• Providing their employees with the training they need to carry out their roles safely
  • Supplying necessary personal protective equipment (PPE) that employees require
  • Maintaining good housekeeping
  • Ensuring that work equipment is well-maintained to a safe standard

Determining who is liable for your workplace injury is an important aspect of claiming. You cannot claim compensation for an accident that you were wholly at fault for.

However, in some cases, you may be able to claim if you were partly at fault for the accident in which you were injured, and your employer shouldered the remaining blame. This would be called a split liability claim.

If you would like guidance on the process of claiming, please don’t hesitate to get in touch today.

The Frequency Of Accidents At Work

The statistics below come from reports made to the Health and Safety Executive (HSE) under the Reporting of Injuries, Diseases and Dangerous Occurrences Regulations 2013 (RIDDOR) and detail some main reported non-fatal accidents in the workplace.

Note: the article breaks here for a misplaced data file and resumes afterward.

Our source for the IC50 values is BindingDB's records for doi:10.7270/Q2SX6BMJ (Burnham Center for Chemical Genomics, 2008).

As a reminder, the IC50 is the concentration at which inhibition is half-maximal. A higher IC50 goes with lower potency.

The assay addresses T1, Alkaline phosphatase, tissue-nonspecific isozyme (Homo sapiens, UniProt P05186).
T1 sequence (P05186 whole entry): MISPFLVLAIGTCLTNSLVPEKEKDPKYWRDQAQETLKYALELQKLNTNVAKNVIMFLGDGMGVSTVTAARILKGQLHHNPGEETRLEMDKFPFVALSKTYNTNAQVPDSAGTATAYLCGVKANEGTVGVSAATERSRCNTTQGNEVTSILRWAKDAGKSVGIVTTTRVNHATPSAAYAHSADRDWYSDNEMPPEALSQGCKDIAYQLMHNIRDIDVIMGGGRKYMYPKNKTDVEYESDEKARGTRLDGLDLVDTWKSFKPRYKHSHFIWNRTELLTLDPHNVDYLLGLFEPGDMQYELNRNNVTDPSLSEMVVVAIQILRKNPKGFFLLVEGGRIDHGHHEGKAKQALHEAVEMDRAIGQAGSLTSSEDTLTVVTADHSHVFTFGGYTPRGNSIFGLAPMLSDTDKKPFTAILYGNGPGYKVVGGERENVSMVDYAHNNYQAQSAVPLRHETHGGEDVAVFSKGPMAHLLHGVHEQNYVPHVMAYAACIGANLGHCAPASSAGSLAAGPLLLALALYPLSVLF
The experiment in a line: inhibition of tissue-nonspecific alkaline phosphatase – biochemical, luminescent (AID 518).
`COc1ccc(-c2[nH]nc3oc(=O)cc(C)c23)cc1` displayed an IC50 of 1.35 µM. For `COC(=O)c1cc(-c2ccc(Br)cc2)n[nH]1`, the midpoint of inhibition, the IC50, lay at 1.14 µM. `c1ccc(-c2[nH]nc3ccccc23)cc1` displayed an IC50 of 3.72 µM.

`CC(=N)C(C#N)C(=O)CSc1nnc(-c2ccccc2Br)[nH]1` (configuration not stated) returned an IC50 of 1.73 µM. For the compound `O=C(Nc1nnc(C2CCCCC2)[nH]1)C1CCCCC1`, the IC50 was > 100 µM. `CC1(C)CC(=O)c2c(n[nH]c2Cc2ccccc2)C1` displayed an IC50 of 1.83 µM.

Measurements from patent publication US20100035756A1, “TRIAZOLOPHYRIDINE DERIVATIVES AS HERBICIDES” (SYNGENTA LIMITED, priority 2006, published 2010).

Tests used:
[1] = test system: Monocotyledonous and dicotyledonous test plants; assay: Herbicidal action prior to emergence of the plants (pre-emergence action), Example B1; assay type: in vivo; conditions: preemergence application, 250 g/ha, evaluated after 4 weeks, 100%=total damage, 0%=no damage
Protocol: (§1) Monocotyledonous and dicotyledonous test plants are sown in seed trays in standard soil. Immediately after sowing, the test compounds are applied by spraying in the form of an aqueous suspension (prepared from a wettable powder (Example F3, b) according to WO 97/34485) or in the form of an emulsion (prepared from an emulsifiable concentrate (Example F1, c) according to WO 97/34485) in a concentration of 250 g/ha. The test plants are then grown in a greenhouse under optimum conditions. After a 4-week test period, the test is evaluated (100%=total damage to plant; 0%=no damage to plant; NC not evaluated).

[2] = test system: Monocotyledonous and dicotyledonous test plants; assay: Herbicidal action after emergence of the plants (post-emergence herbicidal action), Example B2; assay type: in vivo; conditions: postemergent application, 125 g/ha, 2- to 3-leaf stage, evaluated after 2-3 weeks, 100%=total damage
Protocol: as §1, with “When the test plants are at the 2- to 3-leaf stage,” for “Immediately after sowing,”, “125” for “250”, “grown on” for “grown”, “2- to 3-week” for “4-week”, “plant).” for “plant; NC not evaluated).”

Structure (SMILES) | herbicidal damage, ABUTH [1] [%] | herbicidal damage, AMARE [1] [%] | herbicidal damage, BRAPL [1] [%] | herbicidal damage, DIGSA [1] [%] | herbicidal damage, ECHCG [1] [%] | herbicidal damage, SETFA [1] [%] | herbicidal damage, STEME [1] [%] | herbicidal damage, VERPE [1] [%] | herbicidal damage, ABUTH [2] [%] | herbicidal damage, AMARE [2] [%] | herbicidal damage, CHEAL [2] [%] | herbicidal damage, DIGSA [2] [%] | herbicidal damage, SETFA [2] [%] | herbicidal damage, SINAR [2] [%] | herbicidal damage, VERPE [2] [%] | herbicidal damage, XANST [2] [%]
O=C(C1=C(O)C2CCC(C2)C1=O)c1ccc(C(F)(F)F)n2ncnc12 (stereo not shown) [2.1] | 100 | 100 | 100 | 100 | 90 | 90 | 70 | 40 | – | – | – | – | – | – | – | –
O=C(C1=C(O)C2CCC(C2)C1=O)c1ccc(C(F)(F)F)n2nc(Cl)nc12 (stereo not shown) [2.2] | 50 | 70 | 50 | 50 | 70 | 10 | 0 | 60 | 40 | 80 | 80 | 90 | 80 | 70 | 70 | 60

These reports show that in 2021/22:

  • 30% of reported accidents at work were caused by slips and falls on the same level, and 8% were falls from a height
  • 61,713 non-fatal injuries were reported by employers under RIDDOR
  • 123 workers were killed in work-related accidents in 2021/22

For free legal advice on the validity of your claim, speak with an advisor today.

Potential Work Accident Scenarios

Below, we have included some examples of how an accident at work could result from employer negligence:

  • You could slip on a wet floor because a spill was not cleaned up in a reasonable timeframe
  • If you are working with faulty equipment, then this could malfunction as you are using it and cause you to sutain a crush injury to your hand.
  • You aren’t given the training to carry out a manual handling task. As a result, you perform the task incorrectly and sustain a back injury.